"This is an industry problem that's been exacerbated by COVID but predates it," says Christian Klein, vice president of operations for Aeronautical Repair Station Association. Before the pandemic, the group estimated that technician shortages were costing the industry $100 million per month in lost revenue.

DOWNTURN

In the early days of COVID, air-travel demand dropped 90%. Less flying meant less maintenance, which led to layoffs. AAR's commercial aviation services revenue dropped 37% to $794 million in the fiscal year that ended May 31, 2021. At one point, it laid off 1,800 workers, although all of them have been brought back.

The downturn came just as the industry was starting to close the talent gap, with newly certified mechanics reaching a 17-year high in 2019. As layoffs spread across the industry, the FAA issued 30% fewer mechanic certificates the following year. New certificates largely rebounded in 2021, but hiring needs outstripped the supply.

"The industry recovered way faster than anyone expected," says Chris Toppin, AAR's vice president of human resources.

Workers at AAR's maintenance hangars in Rockford perform repairs such as replacing landing gear, along with heavy maintenance checks that include extensive teardowns and replacement of engines and other equipment. The hangars sit across a parking lot from Rock Valley College's aviation-maintenance program, where competition for graduates quickly increased.

AAR recently began offering $15,000 full-tuition scholarships to about five students a year. Known as fellows, they work part time at AAR while going to school and join full time upon graduation. They agree to stay at the company for at least two years or repay the tuition.

AAR has launched a flurry of initiatives aimed at expanding the talent pipeline. Its efforts include a transition program for people coming out of the military, a partnership with Olive Harvey Community College in Chicago, and a training program at the Aviation Institute of Maintenance on the city's South Side that's expected to produce 200 graduates a year.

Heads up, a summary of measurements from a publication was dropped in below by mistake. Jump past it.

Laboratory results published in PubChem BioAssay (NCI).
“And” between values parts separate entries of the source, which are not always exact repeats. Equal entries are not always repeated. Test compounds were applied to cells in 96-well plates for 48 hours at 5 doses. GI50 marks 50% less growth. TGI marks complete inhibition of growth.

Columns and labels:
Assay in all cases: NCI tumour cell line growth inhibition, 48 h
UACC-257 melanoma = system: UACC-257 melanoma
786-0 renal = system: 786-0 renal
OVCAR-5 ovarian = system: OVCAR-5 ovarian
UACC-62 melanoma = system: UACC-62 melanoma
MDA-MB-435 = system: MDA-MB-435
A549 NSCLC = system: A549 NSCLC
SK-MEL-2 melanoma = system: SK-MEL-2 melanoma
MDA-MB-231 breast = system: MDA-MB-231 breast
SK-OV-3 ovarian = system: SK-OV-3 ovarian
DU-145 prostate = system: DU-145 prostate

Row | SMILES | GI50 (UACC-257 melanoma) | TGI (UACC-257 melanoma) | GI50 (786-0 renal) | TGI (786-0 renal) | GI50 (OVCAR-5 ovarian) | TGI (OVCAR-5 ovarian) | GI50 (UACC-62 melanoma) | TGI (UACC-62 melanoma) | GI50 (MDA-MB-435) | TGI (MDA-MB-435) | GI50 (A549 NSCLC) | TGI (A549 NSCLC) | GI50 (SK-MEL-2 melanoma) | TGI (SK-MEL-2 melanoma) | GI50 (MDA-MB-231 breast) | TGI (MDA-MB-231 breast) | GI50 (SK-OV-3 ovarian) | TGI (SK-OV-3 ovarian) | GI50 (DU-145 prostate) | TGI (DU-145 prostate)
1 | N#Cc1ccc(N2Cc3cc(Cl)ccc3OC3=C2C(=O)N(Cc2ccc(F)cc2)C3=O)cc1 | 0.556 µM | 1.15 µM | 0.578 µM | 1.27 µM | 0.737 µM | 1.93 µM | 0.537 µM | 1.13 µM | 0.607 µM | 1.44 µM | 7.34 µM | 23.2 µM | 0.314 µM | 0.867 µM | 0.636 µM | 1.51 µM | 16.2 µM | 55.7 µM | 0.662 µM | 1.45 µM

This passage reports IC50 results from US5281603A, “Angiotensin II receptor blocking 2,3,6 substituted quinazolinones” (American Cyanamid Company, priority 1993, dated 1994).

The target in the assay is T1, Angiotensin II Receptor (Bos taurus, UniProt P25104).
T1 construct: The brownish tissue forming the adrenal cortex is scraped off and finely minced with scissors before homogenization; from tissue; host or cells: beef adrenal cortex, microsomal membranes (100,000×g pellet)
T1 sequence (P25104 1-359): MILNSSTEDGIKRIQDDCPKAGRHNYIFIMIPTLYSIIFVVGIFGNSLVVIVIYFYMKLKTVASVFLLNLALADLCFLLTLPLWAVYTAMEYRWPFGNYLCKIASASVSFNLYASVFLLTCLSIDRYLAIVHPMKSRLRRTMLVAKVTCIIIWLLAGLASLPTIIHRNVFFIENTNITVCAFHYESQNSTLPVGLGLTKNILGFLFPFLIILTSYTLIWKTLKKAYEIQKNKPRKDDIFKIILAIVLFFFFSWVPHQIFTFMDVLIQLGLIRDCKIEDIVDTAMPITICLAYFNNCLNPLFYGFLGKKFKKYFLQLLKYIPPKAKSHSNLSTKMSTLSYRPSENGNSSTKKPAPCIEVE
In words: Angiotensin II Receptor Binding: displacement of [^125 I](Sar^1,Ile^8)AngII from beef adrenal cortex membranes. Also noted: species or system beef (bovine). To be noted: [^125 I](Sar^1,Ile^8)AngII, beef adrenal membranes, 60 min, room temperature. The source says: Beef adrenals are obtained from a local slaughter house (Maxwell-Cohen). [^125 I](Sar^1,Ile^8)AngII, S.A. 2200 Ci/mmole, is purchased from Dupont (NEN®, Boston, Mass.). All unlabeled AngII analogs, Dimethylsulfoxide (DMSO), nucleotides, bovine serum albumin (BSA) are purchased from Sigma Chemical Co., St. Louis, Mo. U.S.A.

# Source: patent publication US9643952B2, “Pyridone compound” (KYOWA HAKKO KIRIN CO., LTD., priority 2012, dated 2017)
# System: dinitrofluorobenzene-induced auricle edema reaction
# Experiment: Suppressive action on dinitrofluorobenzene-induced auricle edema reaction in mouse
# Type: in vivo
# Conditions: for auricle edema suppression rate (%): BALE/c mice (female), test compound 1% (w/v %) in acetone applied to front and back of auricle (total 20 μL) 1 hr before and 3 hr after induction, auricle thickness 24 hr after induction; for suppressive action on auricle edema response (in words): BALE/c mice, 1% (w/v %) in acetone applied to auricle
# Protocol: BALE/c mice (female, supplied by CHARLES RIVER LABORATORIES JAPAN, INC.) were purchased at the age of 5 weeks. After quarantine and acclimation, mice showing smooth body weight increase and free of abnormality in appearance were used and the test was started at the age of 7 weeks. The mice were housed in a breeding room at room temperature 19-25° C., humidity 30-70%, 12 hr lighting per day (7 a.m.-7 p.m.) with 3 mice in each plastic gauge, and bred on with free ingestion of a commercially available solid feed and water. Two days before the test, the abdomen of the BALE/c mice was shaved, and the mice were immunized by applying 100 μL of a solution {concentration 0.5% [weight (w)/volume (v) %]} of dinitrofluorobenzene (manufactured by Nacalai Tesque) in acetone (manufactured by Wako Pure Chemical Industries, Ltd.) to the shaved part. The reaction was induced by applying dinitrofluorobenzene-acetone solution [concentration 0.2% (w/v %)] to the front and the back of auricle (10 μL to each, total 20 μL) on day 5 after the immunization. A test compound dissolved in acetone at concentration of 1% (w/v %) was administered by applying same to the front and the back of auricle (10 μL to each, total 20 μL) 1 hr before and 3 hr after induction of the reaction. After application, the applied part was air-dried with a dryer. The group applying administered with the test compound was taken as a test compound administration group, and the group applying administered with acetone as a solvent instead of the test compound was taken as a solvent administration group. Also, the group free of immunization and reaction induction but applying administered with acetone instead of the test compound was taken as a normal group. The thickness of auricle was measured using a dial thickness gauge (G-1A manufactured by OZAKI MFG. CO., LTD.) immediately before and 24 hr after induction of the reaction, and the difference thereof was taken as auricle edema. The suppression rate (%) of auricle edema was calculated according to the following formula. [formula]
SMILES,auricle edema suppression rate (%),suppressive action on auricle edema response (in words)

Blayden Colwell, 20, who expects to graduate from Rock Valley next month and works part time at AAR, says the scholarship "makes it a lot easier." He was tending bar at weddings when a former football coach who works as an aircraft mechanic recommended that he join the training program. "Most people don't think about aviation."

That's long been a problem for the industry, as Delta Air Lines CEO Ed Bastian acknowledged during a recent talk at Northwestern University, saying, "Trained aircraft techs will make well over $100,000 a year. It's a great job, and you can do it with a two-year degree."

But AAR and others compete for talent with the likes of Amazon and Target, which are pushing up starting wages for entry-level workers, as well as construction and other trades that also face labor shortages. Entry-level support technicians in Rockford start at $15.50 an hour, while FAA-certified technicians with more than five years' experience can make twice that.

The clearest sign of the tight labor market is that some airlines have begun hiring mechanics fresh out of school, says Troy Primus, AAR's vice president of operations, who oversees the two maintenance hangars in Rockford. "You never saw that before."